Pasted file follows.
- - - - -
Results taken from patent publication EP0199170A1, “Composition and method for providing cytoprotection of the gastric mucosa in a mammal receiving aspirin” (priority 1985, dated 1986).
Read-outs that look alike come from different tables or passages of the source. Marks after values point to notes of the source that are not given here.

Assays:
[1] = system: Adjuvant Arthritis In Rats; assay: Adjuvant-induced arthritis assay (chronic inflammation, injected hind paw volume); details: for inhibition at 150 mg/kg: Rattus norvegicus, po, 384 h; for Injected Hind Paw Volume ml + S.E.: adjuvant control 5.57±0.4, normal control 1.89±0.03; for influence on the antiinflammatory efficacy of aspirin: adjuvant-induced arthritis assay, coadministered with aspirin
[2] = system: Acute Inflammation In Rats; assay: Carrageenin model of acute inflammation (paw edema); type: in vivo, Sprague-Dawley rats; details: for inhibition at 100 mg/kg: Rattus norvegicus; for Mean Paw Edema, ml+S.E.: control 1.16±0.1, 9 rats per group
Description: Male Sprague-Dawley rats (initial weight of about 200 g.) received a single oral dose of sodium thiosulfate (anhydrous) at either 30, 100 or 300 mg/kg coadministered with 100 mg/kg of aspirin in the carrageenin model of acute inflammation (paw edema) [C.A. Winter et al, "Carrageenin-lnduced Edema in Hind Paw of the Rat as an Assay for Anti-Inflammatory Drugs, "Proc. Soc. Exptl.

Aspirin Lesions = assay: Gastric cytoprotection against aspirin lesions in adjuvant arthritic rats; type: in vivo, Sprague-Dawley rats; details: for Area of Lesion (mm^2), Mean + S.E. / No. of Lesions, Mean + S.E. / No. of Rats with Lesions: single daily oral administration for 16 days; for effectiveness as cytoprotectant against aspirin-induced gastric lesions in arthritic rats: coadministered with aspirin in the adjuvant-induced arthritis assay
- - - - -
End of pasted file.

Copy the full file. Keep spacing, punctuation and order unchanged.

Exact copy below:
Results taken from patent publication EP0199170A1, “Composition and method for providing cytoprotection of the gastric mucosa in a mammal receiving aspirin” (priority 1985, dated 1986).
Read-outs that look alike come from different tables or passages of the source. Marks after values point to notes of the source that are not given here.

Assays:
[1] = system: Adjuvant Arthritis In Rats; assay: Adjuvant-induced arthritis assay (chronic inflammation, injected hind paw volume); details: for inhibition at 150 mg/kg: Rattus norvegicus, po, 384 h; for Injected Hind Paw Volume ml + S.E.: adjuvant control 5.57±0.4, normal control 1.89±0.03; for influence on the antiinflammatory efficacy of aspirin: adjuvant-induced arthritis assay, coadministered with aspirin
[2] = system: Acute Inflammation In Rats; assay: Carrageenin model of acute inflammation (paw edema); type: in vivo, Sprague-Dawley rats; details: for inhibition at 100 mg/kg: Rattus norvegicus; for Mean Paw Edema, ml+S.E.: control 1.16±0.1, 9 rats per group
Description: Male Sprague-Dawley rats (initial weight of about 200 g.) received a single oral dose of sodium thiosulfate (anhydrous) at either 30, 100 or 300 mg/kg coadministered with 100 mg/kg of aspirin in the carrageenin model of acute inflammation (paw edema) [C.A. Winter et al, "Carrageenin-lnduced Edema in Hind Paw of the Rat as an Assay for Anti-Inflammatory Drugs, "Proc. Soc. Exptl.

Aspirin Lesions = assay: Gastric cytoprotection against aspirin lesions in adjuvant arthritic rats; type: in vivo, Sprague-Dawley rats; details: for Area of Lesion (mm^2), Mean + S.E. / No. of Lesions, Mean + S.E. / No. of Rats with Lesions: single daily oral administration for 16 days; for effectiveness as cytoprotectant against aspirin-induced gastric lesions in arthritic rats: coadministered with aspirin in the adjuvant-induced arthritis assay